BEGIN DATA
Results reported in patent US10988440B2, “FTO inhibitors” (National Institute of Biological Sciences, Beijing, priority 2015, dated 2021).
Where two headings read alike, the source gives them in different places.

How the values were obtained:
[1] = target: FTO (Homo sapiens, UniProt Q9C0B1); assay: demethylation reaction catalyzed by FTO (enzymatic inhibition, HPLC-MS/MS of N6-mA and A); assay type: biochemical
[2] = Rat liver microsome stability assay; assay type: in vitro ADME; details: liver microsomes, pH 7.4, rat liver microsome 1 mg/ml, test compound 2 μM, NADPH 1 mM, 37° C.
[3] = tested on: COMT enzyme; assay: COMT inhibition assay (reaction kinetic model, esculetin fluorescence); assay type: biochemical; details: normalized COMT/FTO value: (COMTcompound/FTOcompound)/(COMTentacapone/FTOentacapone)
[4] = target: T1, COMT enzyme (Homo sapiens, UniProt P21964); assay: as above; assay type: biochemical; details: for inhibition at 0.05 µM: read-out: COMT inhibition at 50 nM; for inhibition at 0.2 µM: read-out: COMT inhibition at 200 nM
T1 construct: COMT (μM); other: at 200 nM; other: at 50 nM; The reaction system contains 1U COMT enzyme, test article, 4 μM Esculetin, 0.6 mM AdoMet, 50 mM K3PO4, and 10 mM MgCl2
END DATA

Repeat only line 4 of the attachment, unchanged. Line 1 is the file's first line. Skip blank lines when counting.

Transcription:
[1] = target: FTO (Homo sapiens, UniProt Q9C0B1); assay: demethylation reaction catalyzed by FTO (enzymatic inhibition, HPLC-MS/MS of N6-mA and A); assay type: biochemical